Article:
Prague City Hall reminds people that a ban on fireworks in the city center, on waterways, and near hospitals remains in effect on New Year’s Eve and New Year’s Day.
Police officers will be monitoring compliance with the measure and issue on-the-spot fines or refer the case for administrative action if it is breached.
Fireworks and other pyrotechnic products can cause serious and sometimes fatal injuries. What is more, they can harm not only people but also wildlife, animals in zoos, and pets.
Those who have animals at home know that the loud noise brought about by fireworks can result in intense feelings of fear and panic. These feelings are even more extreme for stray animals who do not have a safe place to hide indoors or a loving owner to offer comfort.
In addition to this, the loud noise can further disturb patients in hospitals, the residents of nursing homes, and those who struggle with disabilities. For this reason, the Czech capital has selected several locations where the use of over-the-counter pyrotechnic products will no longer be permitted.
The decree applies exclusively in sensitive parts of Prague, especially in the city centre, on the embankments, in parks and near hospitals and other facilities such as homes for the elderly.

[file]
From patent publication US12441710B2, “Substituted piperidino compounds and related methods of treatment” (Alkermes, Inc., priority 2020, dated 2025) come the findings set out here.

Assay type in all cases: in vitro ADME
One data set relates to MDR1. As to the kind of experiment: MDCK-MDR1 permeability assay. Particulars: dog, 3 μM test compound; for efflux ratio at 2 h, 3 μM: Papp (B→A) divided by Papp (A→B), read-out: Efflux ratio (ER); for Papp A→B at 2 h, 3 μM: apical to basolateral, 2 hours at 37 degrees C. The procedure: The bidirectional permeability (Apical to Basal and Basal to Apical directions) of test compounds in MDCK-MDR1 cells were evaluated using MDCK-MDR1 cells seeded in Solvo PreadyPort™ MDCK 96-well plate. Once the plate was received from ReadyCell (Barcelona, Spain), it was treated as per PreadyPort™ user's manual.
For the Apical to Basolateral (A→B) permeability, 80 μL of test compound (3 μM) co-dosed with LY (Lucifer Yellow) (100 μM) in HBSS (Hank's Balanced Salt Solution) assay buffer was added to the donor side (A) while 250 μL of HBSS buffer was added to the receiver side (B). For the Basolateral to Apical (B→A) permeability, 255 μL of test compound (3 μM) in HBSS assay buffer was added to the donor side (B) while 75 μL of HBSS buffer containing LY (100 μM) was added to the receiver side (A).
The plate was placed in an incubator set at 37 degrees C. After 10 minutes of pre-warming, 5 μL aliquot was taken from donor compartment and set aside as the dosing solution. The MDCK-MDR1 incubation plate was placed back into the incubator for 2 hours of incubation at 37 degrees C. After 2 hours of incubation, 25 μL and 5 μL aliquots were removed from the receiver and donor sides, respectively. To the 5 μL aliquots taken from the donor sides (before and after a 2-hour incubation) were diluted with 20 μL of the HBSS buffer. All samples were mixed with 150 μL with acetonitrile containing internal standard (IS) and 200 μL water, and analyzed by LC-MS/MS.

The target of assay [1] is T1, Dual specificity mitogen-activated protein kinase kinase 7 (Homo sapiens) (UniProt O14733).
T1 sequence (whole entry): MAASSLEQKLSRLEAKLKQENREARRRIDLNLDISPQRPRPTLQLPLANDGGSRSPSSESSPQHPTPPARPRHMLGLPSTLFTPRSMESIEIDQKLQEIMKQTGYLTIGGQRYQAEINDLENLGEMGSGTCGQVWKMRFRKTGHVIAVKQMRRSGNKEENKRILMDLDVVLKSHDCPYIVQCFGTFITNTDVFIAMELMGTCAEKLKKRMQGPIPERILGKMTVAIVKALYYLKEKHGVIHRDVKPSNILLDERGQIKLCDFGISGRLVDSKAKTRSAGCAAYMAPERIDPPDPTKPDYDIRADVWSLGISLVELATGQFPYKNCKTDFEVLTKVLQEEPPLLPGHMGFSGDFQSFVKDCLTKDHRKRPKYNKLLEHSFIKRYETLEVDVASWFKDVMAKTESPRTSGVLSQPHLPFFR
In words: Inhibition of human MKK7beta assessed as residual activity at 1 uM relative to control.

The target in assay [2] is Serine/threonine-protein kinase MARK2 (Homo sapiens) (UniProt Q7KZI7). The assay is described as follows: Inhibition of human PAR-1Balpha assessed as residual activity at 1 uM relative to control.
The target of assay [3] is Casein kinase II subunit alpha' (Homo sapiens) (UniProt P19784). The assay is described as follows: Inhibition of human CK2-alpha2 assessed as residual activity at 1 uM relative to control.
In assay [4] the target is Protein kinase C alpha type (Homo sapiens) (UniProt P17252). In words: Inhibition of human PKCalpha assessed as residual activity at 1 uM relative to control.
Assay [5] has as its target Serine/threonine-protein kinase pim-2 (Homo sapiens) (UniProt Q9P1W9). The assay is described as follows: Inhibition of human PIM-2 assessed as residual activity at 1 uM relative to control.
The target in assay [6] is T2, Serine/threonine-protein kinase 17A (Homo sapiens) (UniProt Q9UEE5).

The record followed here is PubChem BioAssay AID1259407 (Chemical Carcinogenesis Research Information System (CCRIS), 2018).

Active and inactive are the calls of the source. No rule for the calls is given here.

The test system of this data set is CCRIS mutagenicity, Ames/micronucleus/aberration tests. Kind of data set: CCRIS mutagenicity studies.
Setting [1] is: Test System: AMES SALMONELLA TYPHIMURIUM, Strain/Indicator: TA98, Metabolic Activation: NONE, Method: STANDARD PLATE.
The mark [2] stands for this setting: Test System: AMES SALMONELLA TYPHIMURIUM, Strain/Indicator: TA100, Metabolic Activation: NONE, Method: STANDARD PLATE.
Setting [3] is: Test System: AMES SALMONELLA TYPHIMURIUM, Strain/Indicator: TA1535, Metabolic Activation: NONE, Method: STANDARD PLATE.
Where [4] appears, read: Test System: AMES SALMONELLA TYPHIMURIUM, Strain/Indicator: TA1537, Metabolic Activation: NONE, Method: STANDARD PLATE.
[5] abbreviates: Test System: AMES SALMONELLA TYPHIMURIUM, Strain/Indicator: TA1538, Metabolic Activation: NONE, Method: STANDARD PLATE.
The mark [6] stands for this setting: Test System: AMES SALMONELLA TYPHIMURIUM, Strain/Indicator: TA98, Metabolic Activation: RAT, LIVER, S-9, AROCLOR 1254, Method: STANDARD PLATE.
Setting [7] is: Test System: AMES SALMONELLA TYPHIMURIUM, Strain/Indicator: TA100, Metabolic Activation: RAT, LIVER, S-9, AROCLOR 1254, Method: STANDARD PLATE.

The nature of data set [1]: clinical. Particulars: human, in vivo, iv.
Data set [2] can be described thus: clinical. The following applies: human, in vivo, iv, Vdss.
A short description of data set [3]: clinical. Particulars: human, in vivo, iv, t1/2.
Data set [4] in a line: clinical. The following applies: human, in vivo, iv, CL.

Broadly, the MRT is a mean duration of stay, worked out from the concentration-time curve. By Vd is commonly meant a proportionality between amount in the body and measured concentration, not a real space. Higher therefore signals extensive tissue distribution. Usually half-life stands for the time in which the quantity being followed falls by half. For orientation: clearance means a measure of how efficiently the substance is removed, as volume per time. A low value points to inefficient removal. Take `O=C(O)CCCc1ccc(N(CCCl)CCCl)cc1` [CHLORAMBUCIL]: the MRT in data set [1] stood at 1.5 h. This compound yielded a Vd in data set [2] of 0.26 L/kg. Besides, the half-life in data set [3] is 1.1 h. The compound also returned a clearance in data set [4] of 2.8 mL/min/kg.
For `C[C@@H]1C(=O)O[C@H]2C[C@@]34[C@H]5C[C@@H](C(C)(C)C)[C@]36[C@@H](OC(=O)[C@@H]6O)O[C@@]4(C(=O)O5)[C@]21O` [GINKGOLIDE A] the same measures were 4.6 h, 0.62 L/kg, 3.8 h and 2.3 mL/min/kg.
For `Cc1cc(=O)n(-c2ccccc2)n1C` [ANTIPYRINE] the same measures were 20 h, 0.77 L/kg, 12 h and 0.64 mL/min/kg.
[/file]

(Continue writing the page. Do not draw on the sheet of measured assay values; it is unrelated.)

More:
Furthermore, this prohibition applies on dams, dykes, in specially protected areas, nature parks, and within 250 metres of the premises of the Prague Zoo.
An interactive map is also available on the website praha.eu.
In addition, information signs have been placed in parks and on embankments around the capital. Violation of the ban is also punishable by a fine of up to CZK 100,000, which can be imposed on a natural, legal or business person in administrative proceedings, while police officers can impose a fine of up to CZK 10,000 on the spot.
Finally, it is important to note that the ban will not apply to professional fireworks as, according to the municipality, they are subject to a licensing obligation under the Pyrotechnics Act.
The City of Prague first issued this ban in December 2020, citing health and safety concerns.